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Background and Identification
A speaker is a device which produces sound waves from an electrical audio signal. The speaker takes this input wave form and runs it through a coil of wires suspended between permanent magnets, which causes vibrations with those same waveforms in the air. Since the diaphragm, which is attached to the coil and pushes on the air to create the actual sound waves, is optimized for a certain range of frequencies, most complete sound systems will use multiple drivers to get accuracy across the full range of sounds we would want to produce.
- Subwoofers - Very low frequency (deep base)
- Woofers - Low frequency (mid base)
- Mid-range - Middle frequencies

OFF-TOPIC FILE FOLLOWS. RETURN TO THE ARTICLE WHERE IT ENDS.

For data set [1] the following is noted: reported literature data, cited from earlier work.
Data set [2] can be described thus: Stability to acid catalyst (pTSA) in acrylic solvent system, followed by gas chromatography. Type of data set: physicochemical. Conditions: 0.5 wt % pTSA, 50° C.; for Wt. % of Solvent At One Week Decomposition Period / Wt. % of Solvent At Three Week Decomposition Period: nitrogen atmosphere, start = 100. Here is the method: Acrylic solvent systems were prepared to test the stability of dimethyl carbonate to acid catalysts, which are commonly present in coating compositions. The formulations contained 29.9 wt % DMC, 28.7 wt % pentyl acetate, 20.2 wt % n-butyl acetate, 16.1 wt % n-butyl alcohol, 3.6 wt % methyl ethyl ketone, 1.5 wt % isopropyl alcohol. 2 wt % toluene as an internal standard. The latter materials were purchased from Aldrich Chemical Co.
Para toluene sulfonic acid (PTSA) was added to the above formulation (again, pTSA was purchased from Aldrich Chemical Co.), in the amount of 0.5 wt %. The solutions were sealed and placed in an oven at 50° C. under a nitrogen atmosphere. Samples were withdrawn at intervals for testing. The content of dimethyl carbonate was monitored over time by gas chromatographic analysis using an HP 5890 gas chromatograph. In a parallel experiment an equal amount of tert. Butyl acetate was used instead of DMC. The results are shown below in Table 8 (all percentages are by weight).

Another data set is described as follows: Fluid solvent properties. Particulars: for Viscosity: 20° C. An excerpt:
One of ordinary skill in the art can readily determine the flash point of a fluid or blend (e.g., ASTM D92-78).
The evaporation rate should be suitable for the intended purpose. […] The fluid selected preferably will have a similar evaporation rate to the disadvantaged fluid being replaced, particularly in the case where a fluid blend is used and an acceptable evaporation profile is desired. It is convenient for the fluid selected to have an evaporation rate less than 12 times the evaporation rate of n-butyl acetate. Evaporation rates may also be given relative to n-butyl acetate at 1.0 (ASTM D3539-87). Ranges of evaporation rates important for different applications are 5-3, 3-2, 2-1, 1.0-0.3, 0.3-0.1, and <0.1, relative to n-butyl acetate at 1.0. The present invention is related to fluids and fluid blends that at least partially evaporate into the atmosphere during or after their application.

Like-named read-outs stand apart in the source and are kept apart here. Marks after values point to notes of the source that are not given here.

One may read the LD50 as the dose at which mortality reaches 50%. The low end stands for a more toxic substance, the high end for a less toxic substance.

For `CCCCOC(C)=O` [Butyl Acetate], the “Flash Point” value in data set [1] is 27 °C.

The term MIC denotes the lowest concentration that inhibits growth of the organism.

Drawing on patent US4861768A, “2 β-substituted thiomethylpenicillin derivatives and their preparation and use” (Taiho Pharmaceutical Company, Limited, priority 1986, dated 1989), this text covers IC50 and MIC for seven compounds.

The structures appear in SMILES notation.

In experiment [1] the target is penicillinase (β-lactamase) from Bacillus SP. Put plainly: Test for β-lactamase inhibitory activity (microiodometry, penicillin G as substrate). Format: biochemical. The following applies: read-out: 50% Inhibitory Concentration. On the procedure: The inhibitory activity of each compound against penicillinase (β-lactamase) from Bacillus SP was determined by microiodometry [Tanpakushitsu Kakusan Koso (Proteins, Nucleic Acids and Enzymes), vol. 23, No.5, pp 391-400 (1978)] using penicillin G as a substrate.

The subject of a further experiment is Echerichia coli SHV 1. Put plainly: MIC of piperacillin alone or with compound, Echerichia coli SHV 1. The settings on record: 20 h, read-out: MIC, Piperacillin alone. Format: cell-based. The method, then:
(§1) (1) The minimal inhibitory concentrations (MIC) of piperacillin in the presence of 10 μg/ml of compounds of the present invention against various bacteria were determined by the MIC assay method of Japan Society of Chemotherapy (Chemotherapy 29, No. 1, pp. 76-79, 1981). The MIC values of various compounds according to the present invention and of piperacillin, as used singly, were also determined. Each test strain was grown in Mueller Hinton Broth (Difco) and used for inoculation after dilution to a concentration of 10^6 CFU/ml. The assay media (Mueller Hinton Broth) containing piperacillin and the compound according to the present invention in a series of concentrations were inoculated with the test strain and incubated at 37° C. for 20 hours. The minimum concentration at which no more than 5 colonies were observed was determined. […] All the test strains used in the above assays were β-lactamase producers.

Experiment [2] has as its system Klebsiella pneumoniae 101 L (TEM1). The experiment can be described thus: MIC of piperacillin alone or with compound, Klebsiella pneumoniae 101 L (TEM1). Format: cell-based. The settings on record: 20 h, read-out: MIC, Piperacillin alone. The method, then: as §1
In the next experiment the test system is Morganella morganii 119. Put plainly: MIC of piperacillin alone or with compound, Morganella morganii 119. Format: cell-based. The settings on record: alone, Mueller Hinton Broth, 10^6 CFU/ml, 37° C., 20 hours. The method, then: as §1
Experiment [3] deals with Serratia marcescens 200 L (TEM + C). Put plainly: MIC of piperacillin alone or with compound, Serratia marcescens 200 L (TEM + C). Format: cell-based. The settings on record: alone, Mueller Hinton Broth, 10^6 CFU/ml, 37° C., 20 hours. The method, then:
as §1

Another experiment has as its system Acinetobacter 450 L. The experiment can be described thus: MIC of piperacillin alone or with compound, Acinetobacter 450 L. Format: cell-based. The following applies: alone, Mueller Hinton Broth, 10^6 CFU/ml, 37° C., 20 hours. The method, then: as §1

- Tweeters - High frequency (high notes)
- Supertweeters - Frequencies at the top of the audible range
As with several audio based devices, the electrical speaker owes its invention to the telephone, with inventor Johann Philipp Reis ''using the first iteration in his telephone design in 1861.
The speaker design that we see in modern use, the dynamic speaker, was patented years later in 1924 by Rice and Kellogg, although an experimental design was produced but denied for patent by Oliver Lodge.
Speakers can be identified by their design, which remains largely unchanged from their early 1900’s origins. Speakers will have a conical diaphragm used to produce the sound, often made from a lightweight yet rigid material that is also well damped, to prevent sound waves from being produced after the signal stops. Common materials used are paper, plastic, and metal. In smaller applications like computer speakers, the diaphragm shape sometimes differs from the traditional cone, often taking on an ovoid shape. However, the concepts used to produce sound are the same.